As his revolution approaches its 30th birthday, President Fidel Castro has become something of an ideological renegade in the communist world, waging a lonely struggle in defense of socialist purity while others experiment with capitalist reforms.

His recent speeches underscore his resistance to change. He has adhered to a strict constructionist viewpoint with only minor variations since that New Year's Day three decades ago when he toppled a discredited dictator and proceeded to turn Cuba upside down.While the Soviet Union and other communist countries try to overcome economic stagnation by borrowing some capitalist practices, Castro remains a no-apologies defender of centralized planning and state domination of the economy.

Some analysts even foresee the possibility of the first serious Soviet-Cuban rift since the two countries became devoted allies in 1968.

The Soviets are clearly displeased with what they regard as Cuban misuse of economic aid, which has averaged about $5 billion annually in recent years.

In a recent article, the Soviet newspaper Pravda blamed Cuba for "serious imperfections" at Soviet-backed industrial projects in Cuba.

Castro, meanwhile, makes no attempt to conceal his disdain for Soviet reforms. Cuba, he has said, "must watch over the ideological purity of the revolution. . . . That is why we cannot use any methods that reek of capitalism."

He acknowledged recently that his country's future is somewhat more uncertain as a result of the Kremlin's philosophical shift.

"We can expect difficulties that may come from the enemy camp (the United States) and difficulties that may come from the camp of our own friends," he said.

In 1986, at about the time Soviet President Mikhail Gorbachev began moving toward capitalist-style reforms, Castro shut down a six-year experiment involving the sale by farmers of their produce at market rates. He was afraid that a spreading capitalist mentality and a high-income elite might take hold.

Most experts say Cuba is too valuable an ally for Moscow to cut adrift simply because of differing economic policies. Cuba provides important political support for Moscow and is widely admired throughout much of Africa and Latin America.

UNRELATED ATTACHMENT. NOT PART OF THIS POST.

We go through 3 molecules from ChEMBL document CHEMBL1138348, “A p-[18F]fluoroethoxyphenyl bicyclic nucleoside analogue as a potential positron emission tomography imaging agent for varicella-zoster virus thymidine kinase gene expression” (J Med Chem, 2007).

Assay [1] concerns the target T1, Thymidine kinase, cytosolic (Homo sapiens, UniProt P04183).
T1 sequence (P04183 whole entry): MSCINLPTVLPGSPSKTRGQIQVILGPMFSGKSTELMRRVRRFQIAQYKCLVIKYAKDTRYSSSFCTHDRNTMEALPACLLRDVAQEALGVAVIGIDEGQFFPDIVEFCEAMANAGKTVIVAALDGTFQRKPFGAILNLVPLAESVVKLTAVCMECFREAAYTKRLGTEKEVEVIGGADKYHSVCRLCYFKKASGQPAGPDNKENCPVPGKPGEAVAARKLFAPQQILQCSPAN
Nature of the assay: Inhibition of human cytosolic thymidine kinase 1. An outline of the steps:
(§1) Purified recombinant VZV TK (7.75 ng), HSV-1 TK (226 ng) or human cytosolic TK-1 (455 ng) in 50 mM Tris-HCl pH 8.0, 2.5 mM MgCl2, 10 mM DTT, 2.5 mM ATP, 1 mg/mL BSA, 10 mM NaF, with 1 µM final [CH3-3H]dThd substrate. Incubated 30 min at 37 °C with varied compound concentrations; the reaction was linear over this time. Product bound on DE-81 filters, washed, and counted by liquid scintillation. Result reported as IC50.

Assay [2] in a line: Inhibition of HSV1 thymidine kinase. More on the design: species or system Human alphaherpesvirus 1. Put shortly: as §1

Cuba also serves as an indispensable base for Soviet monitoring of U.S. military and space activities. At one facility alone, 2,100 Soviet technicians engage in intercepts of U.S. communications, according to American officials.

Castro had planned a huge welcome here for Gorbachev on Dec. 9, but the visit was postponed on short notice because of the earthquake in Soviet Armenia.

Despite the apparent durability of Soviet-Cuban relations, Castro's unorthodox views have left him somewhat out of the Marxist mainstream.

While other countries look on material incentives for workers as a fact of life that must be accepted as the price for increased production, Castro believes - perhaps more firmly than before - that people should work not for personal gain but out of a sense of patriotic duty.

To the extent that Cuba is undergoing difficult economic times, Castro says the fault lies not with the system but with human frailty, the lack of revolutionary zeal. Whatever the reason, the Cuban economy has been stagnant for more than two years.

Castro, of course, never has been one to follow the crowd. He has spent a lifetime overcoming long odds.

In a recent speech, he recalled the time in December 1956 when, at the start of his guerrilla struggle, serious setbacks reduced his forces to no more than a few devoted followers. Defeat seemed imminent.

"Now we are millions," he said, using the analogy to underscore his view that seemingly insurmountable obstacles can be overcome through patience and political will.

But as Castro himself has admitted, no challenge for him has been more difficult than bringing about economic wellbeing for his countrymen.

Food and clothing are strictly rationed and there is an acute shortage of adequate housing. For transportation, Cubans must rely on buses that too often are overcrowded or make their rounds too infrequently. Cubans also complain about bureaucratic lethargy and poor service generally, in restaurants and elsewhere.

The quality of life for the average Cuban, compared with developed countries, is dreary although there appear to be few destitute Cubans. Many workers finds their jobs unfulfilling. Youths complain about a lack of recreational opportunities.

As an alternative to the drab government-controlled press, Cubans these days snatch up Spanish-language Soviet magazines which have a quality Cuban publications lack: openness.

Ofelia Espinosa, who works at a local newsstand, said some Soviet weeklies are sold out in five minutes. "Two years ago, we used to throw them out," she said.

There is no overt persecution of Cubans who practice their religion but such people have little hope of rising to positions of authority. Christmas was officially abolished years ago because the celebration interfered with the sugar harvest but there are signs of a more flexible government attitude nowadays toward that occasion.

Some families say they are discreetly doing this year what was unthinkable in previous years: putting up a Christmas tree.

While there is more tolerance for outspokenness than before, Cubans who make known their disdain for the system do so at their own risk. Worker absenteeism has been a problem for all 30 Castro years, a phenomenon that is not surprising in a country that claims to guarantee a job for everybody.